To Stay or Deny? Recent Motions to Stay Proceedings Pending Reexamination and USPTO Statistics
|Written by Tara J. Williams
Attorney - Law Offices of James Scott Farrin
Posted: February 14, 2010 @ 7:36 pm
Over the last several weeks, the Docket Report, a daily e-mail newsletter, reported on several cases involving Motions to Stay Proceedings Pending Reexamination. Whether courts grant these motions or not is of significant interest since the grant of stay of a patent infringement case can significantly delay the underlying infringement case while the USPTO proceeding takes place. According to USPTO statistics, the overall cumulative reexamination pendency (from filing date to certificate issue date) averages 25.4 months in ex parte proceedings, and 36.2 months in inter partes proceedings. Additionally, those same statistics reveal that the number of inter partes reexamination filings rose from 168 in 2008 to 258 in 2009. (Ex parte filings declined from 680 in 2008 to 658 in 2009).
The recently issued orders came from district courts in the Northern and Southern Districts of California, Southern District of Indiana, Northern District of Ohio, and Northern District of Minnesota. An interesting order from the Southern District of California considered a Motion to Stay Proceedings Pending a Patent Reissue.
Each court considered the same general factors: (1) whether the stay will cause undue prejudice or a clear tactical advantage to the nonmoving party; (2) whether the stay will simplify the issues to be determined by trial; and (3) whether discovery is complete or a trial date set. With respect to the first factor, only one court (District of Minnesota) seemed to give much consideration to the argument that plaintiff would be unduly prejudiced by defendant’s continuing allegedly infringing activity during the stay. One court acknowledged that a party may be prejudiced by the delay of the stay if it can be shown that the ability to gather evidence would be compromised by the stay.
Both California district courts provided a time limit for the stay, and that the decision to continue the stay could be revisited after a certain period of time if it was shown that circumstances had changed, and that the stay would unduly prejudice the nonmoving party, or that a final resolution in the reexamination proceeding had not yet occurred.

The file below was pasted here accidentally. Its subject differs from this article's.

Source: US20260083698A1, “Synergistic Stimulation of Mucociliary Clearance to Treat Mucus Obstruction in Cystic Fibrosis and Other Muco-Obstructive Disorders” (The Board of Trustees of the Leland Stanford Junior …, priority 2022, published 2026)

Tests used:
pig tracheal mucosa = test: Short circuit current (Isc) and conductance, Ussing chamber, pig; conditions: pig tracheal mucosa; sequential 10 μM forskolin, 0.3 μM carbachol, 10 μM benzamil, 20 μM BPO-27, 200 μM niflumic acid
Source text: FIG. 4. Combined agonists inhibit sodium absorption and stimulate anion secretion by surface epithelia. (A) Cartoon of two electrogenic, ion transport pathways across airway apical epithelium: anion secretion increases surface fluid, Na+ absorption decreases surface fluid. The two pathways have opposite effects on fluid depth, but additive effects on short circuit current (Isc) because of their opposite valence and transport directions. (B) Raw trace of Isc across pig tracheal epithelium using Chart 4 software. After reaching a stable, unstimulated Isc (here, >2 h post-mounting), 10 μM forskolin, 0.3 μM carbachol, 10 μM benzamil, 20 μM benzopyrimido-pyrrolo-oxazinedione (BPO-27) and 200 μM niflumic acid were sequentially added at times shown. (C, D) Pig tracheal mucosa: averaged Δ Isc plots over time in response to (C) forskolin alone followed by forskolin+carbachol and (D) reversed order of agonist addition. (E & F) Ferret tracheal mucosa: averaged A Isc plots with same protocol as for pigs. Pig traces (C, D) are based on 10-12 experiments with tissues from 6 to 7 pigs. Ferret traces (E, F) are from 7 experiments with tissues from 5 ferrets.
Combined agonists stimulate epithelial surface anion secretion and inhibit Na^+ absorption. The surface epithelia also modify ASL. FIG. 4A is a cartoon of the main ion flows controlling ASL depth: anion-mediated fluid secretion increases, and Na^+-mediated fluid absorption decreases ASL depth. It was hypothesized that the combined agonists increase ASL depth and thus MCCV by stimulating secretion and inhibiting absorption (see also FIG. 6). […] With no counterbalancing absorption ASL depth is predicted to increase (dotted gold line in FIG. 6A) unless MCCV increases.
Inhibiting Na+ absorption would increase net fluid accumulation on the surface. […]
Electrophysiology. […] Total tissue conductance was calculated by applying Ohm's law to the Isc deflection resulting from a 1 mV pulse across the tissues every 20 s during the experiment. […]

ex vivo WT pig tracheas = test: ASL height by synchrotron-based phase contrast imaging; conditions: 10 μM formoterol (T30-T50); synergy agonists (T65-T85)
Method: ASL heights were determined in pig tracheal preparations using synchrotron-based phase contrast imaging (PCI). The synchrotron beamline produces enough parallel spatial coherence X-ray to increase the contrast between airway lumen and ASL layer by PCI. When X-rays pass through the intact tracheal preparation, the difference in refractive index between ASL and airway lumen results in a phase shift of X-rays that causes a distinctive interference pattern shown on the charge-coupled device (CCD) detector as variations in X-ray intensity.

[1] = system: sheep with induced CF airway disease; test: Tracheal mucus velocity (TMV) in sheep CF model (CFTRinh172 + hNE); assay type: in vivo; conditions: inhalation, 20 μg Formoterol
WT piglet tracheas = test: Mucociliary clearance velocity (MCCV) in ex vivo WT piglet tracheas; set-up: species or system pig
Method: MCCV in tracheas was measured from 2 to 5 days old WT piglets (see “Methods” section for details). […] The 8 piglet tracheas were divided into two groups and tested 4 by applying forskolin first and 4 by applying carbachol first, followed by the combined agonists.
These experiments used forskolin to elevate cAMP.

Jens Erik Sorensen v. Fein Power Tools, Inc. et. al., Case No. 09cv558 (S.D. Cal. Jan. 19, 2010). Motion to Stay Granted. The court stated in conclusive fashion that the stay is appropriate because the litigation was in its early stages, that plaintiff has shown no prejudice would occur, and that the reexamination would simplify issues for the court. At the time of filing the Motion, the PTO had granted the request for reexamination and had rejected all the patent claims. Additionally, the court called for a status conference approximately four months later, and stated that either party could ask for an exception of the stay if it appeared a party would be prejudiced from the inability to obtain discovery that might not be available after the stay.
Spectros Corporation v. Thermo Fisher Scientific, Inc. Case No. C 09-1996 (N.D. Cal. Jan. 20, 2010). Motion to Stay granted. (Request for Reexamination filed four months after suit filed.) The court looked to several factors (i) the case was in the early stages of litigation, no discovery or pre-trial dates set; and (ii) the stay would simplify issues and in fact may resolve all issues in the case. The court did acknowledge that the advantages of reexamination proceeding could be diminished if the reexamination proceeding took longer to conclude than the district court action would have taken. As such the court concluded that it could revisit the issue of a continued stay if the Reexamination proceeding has not been concluded within one year.
Cook Incorporated v. Endologix, Inc. Case No. 1:09-cv-1248 (S.D. Ind. Jan. 21, 2010). Motion to Stay granted. The court concluded that the stay (i) would not unduly prejudice or tactically disadvantage one party over the other; (ii) would simplify issues and streamline proceedings; and (iii) would reduce the burden of litigation in that the Reexamination would most likely result in cancellation or amendment of the scope of the claims. The specific facts the court reviewed were (1) current litigation is in very early stages, no case management plan or discovery, (2) one of the two asserted patents had expired; (3) Defendant not in poor financial health; and (4) the court will benefit from expertise of the PTO as a result of the Reexamination.